If you got the flu shot, you may have saved yourself from a few miserable days home in bed.
As the influenza season winds down, Manitoba Health says it appears the vaccine worked well – much better than last year, when it basically didn’t work at all.
The H1N1 strain dominated the season, which peaked the first couple weeks of March.
It tends to affect a younger population, leading to more hospitalizations of those under 65. As of April 9, the province reported 259 people were hospitalized, and 74 admitted to intensive care. Twenty people died.
Medical Officer of Health Tim Hilderman says the vaccine worked fairly well against that most dominant strain.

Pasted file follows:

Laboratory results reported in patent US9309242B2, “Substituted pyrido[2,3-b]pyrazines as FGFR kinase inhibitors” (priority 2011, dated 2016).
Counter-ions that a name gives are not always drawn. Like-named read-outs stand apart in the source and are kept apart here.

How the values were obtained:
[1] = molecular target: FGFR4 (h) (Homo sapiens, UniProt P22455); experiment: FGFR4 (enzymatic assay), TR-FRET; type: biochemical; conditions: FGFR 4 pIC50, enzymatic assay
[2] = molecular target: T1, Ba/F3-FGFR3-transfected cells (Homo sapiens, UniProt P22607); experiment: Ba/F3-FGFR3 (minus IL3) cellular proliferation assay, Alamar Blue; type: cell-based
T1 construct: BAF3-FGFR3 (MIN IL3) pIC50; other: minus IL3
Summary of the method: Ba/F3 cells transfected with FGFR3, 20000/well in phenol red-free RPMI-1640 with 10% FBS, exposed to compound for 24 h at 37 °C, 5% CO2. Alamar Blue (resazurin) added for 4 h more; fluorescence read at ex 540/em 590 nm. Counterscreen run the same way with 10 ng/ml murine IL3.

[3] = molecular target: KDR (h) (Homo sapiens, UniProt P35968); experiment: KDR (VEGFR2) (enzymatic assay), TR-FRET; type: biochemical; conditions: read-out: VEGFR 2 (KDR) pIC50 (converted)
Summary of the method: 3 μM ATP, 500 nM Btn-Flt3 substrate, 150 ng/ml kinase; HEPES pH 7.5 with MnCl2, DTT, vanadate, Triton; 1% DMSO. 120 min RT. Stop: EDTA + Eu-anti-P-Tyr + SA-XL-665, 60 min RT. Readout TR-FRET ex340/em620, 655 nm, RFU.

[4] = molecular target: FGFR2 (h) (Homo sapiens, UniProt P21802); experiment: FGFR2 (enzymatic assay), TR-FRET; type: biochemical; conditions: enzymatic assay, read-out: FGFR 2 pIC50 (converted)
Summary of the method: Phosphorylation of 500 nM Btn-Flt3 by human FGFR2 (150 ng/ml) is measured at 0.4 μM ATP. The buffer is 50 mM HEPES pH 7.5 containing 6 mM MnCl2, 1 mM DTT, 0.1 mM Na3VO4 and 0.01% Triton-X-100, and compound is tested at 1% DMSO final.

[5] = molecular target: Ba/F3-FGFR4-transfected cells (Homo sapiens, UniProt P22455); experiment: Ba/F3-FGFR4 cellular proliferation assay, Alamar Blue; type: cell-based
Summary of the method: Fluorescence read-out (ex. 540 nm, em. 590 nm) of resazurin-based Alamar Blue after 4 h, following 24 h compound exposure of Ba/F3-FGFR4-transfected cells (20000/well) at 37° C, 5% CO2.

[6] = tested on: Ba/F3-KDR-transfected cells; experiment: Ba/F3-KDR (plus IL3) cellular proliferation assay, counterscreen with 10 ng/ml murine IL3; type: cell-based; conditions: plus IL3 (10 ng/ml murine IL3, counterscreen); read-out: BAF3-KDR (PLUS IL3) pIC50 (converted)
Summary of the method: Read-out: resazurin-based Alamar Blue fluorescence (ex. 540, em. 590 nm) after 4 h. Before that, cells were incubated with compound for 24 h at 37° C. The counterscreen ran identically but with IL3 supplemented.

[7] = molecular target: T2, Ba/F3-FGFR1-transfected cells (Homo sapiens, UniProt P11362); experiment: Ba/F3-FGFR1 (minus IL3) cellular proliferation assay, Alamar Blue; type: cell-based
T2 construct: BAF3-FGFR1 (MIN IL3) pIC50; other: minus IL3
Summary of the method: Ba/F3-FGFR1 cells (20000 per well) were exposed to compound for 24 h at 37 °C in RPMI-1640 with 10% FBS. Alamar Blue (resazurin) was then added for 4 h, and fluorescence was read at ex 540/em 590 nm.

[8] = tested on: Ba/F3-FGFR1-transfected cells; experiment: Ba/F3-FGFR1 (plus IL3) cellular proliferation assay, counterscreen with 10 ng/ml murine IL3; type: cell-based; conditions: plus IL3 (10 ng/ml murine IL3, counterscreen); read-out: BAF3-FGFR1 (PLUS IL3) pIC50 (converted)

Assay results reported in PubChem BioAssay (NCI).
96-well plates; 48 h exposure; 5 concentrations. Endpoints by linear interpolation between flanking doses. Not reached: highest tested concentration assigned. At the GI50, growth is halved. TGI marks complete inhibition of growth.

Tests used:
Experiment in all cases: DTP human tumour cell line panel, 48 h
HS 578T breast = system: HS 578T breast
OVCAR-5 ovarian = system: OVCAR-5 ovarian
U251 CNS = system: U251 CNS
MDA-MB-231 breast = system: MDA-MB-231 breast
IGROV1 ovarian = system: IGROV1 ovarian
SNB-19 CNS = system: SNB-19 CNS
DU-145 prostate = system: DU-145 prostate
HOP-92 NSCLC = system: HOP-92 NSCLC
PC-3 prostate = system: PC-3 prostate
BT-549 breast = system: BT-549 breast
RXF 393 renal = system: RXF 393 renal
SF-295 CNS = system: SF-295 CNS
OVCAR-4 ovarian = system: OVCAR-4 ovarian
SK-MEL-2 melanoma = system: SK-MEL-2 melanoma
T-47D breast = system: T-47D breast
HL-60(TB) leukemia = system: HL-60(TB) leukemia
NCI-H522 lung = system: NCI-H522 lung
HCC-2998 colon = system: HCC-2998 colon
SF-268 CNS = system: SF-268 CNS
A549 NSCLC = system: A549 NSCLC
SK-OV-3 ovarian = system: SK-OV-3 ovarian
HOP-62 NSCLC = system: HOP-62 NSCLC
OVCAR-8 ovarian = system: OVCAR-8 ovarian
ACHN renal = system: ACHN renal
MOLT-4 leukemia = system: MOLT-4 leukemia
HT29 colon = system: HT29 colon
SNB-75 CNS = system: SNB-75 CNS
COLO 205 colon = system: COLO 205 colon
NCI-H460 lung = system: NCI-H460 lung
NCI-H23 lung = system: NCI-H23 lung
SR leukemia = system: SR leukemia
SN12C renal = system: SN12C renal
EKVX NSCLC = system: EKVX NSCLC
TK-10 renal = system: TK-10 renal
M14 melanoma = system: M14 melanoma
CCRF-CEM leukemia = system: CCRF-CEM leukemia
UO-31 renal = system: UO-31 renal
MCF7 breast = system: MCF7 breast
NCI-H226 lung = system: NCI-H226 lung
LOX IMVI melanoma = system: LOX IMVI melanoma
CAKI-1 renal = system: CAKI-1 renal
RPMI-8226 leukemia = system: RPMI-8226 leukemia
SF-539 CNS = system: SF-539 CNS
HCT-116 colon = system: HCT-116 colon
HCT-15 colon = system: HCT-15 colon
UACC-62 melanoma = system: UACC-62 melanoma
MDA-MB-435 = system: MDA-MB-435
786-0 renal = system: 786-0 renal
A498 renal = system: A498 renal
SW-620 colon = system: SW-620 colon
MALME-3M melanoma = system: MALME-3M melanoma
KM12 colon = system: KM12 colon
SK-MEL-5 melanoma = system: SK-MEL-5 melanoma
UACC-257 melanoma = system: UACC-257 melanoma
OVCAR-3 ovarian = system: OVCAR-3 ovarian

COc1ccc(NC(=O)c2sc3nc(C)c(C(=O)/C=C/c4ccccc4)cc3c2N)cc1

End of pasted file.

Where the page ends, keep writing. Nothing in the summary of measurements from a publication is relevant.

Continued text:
“Substantially better than last year, at least in terms of the interim estimates, putting the vaccine efficacy somewhere between 60 and 70 per cent as opposed to last year when it was really ineffective,” he said.
Hilderman says early reports show it may have worked even better against other strains, pegging the efficacy overall at about 70 per cent or higher.
Health officials were concerned that the poor performance of last year’s flu shot would keep people from getting one this year.
But Hilderman says early estimates show the vaccination rate is very similar – about 22 per cent.
The rate among high-risk populations was much higher.